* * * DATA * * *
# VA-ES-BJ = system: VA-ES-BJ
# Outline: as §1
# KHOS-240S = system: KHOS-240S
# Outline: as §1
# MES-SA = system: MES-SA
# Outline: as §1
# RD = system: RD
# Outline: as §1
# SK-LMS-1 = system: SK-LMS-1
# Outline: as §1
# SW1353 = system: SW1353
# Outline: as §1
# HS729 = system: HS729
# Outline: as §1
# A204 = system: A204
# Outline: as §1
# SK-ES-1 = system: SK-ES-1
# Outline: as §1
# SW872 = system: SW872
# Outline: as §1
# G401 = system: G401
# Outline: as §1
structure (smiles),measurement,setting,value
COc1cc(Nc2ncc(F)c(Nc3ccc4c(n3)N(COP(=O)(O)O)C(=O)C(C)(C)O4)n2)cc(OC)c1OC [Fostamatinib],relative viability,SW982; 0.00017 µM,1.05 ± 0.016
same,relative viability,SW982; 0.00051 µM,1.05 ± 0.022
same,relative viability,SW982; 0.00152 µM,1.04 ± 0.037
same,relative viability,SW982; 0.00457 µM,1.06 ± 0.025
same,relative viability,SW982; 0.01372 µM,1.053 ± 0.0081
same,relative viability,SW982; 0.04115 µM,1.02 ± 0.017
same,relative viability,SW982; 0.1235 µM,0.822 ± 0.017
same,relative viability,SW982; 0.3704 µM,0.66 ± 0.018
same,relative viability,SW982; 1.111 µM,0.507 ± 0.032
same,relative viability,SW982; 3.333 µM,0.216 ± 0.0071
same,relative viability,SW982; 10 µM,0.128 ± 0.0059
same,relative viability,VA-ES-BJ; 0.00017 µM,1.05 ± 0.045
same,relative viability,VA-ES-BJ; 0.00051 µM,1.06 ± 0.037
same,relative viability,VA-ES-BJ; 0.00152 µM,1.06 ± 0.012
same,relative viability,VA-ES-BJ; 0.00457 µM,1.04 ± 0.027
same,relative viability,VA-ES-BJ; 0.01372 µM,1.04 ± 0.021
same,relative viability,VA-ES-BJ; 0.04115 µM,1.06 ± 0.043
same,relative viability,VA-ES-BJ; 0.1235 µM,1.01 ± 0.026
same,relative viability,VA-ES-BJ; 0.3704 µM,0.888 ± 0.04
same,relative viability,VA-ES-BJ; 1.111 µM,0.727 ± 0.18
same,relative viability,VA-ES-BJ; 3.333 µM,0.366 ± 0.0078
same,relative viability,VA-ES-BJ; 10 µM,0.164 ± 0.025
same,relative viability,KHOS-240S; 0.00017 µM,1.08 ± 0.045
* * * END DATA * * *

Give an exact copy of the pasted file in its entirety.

# VA-ES-BJ = system: VA-ES-BJ
# Outline: as §1
# KHOS-240S = system: KHOS-240S
# Outline: as §1
# MES-SA = system: MES-SA
# Outline: as §1
# RD = system: RD
# Outline: as §1
# SK-LMS-1 = system: SK-LMS-1
# Outline: as §1
# SW1353 = system: SW1353
# Outline: as §1
# HS729 = system: HS729
# Outline: as §1
# A204 = system: A204
# Outline: as §1
# SK-ES-1 = system: SK-ES-1
# Outline: as §1
# SW872 = system: SW872
# Outline: as §1
# G401 = system: G401
# Outline: as §1
structure (smiles),measurement,setting,value
COc1cc(Nc2ncc(F)c(Nc3ccc4c(n3)N(COP(=O)(O)O)C(=O)C(C)(C)O4)n2)cc(OC)c1OC [Fostamatinib],relative viability,SW982; 0.00017 µM,1.05 ± 0.016
same,relative viability,SW982; 0.00051 µM,1.05 ± 0.022
same,relative viability,SW982; 0.00152 µM,1.04 ± 0.037
same,relative viability,SW982; 0.00457 µM,1.06 ± 0.025
same,relative viability,SW982; 0.01372 µM,1.053 ± 0.0081
same,relative viability,SW982; 0.04115 µM,1.02 ± 0.017
same,relative viability,SW982; 0.1235 µM,0.822 ± 0.017
same,relative viability,SW982; 0.3704 µM,0.66 ± 0.018
same,relative viability,SW982; 1.111 µM,0.507 ± 0.032
same,relative viability,SW982; 3.333 µM,0.216 ± 0.0071
same,relative viability,SW982; 10 µM,0.128 ± 0.0059
same,relative viability,VA-ES-BJ; 0.00017 µM,1.05 ± 0.045
same,relative viability,VA-ES-BJ; 0.00051 µM,1.06 ± 0.037
same,relative viability,VA-ES-BJ; 0.00152 µM,1.06 ± 0.012
same,relative viability,VA-ES-BJ; 0.00457 µM,1.04 ± 0.027
same,relative viability,VA-ES-BJ; 0.01372 µM,1.04 ± 0.021
same,relative viability,VA-ES-BJ; 0.04115 µM,1.06 ± 0.043
same,relative viability,VA-ES-BJ; 0.1235 µM,1.01 ± 0.026
same,relative viability,VA-ES-BJ; 0.3704 µM,0.888 ± 0.04
same,relative viability,VA-ES-BJ; 1.111 µM,0.727 ± 0.18
same,relative viability,VA-ES-BJ; 3.333 µM,0.366 ± 0.0078
same,relative viability,VA-ES-BJ; 10 µM,0.164 ± 0.025
same,relative viability,KHOS-240S; 0.00017 µM,1.08 ± 0.045